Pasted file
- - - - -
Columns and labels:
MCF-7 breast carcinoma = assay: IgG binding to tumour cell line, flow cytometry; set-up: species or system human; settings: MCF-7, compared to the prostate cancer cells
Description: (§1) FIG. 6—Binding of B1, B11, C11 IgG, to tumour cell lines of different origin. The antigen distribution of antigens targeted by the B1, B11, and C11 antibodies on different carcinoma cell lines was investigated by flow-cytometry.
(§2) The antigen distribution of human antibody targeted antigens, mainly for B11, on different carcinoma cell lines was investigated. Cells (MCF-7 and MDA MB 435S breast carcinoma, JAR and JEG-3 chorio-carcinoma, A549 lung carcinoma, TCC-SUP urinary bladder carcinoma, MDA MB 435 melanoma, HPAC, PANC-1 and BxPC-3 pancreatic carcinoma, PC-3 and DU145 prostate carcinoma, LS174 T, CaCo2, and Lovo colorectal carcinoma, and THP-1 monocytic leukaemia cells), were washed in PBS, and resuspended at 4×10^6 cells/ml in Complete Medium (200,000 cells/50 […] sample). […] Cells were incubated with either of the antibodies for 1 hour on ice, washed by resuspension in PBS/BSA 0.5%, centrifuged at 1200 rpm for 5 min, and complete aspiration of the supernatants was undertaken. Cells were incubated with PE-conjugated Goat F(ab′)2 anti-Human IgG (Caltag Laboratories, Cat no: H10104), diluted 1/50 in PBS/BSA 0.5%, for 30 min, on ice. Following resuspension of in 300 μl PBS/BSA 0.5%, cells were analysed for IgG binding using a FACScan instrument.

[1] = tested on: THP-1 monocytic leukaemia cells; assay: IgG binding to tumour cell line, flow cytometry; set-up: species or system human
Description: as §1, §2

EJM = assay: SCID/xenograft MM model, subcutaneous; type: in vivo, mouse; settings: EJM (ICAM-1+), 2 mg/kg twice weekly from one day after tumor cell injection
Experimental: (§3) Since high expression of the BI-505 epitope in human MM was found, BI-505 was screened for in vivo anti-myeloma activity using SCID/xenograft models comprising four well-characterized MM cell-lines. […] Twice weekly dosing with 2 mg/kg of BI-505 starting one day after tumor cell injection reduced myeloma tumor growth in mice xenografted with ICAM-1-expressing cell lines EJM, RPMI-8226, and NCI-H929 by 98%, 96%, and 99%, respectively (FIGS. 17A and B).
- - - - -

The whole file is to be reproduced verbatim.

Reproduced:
Columns and labels:
MCF-7 breast carcinoma = assay: IgG binding to tumour cell line, flow cytometry; set-up: species or system human; settings: MCF-7, compared to the prostate cancer cells
Description: (§1) FIG. 6—Binding of B1, B11, C11 IgG, to tumour cell lines of different origin. The antigen distribution of antigens targeted by the B1, B11, and C11 antibodies on different carcinoma cell lines was investigated by flow-cytometry.
(§2) The antigen distribution of human antibody targeted antigens, mainly for B11, on different carcinoma cell lines was investigated. Cells (MCF-7 and MDA MB 435S breast carcinoma, JAR and JEG-3 chorio-carcinoma, A549 lung carcinoma, TCC-SUP urinary bladder carcinoma, MDA MB 435 melanoma, HPAC, PANC-1 and BxPC-3 pancreatic carcinoma, PC-3 and DU145 prostate carcinoma, LS174 T, CaCo2, and Lovo colorectal carcinoma, and THP-1 monocytic leukaemia cells), were washed in PBS, and resuspended at 4×10^6 cells/ml in Complete Medium (200,000 cells/50 […] sample). […] Cells were incubated with either of the antibodies for 1 hour on ice, washed by resuspension in PBS/BSA 0.5%, centrifuged at 1200 rpm for 5 min, and complete aspiration of the supernatants was undertaken. Cells were incubated with PE-conjugated Goat F(ab′)2 anti-Human IgG (Caltag Laboratories, Cat no: H10104), diluted 1/50 in PBS/BSA 0.5%, for 30 min, on ice. Following resuspension of in 300 μl PBS/BSA 0.5%, cells were analysed for IgG binding using a FACScan instrument.

[1] = tested on: THP-1 monocytic leukaemia cells; assay: IgG binding to tumour cell line, flow cytometry; set-up: species or system human
Description: as §1, §2

EJM = assay: SCID/xenograft MM model, subcutaneous; type: in vivo, mouse; settings: EJM (ICAM-1+), 2 mg/kg twice weekly from one day after tumor cell injection
Experimental: (§3) Since high expression of the BI-505 epitope in human MM was found, BI-505 was screened for in vivo anti-myeloma activity using SCID/xenograft models comprising four well-characterized MM cell-lines. […] Twice weekly dosing with 2 mg/kg of BI-505 starting one day after tumor cell injection reduced myeloma tumor growth in mice xenografted with ICAM-1-expressing cell lines EJM, RPMI-8226, and NCI-H929 by 98%, 96%, and 99%, respectively (FIGS. 17A and B).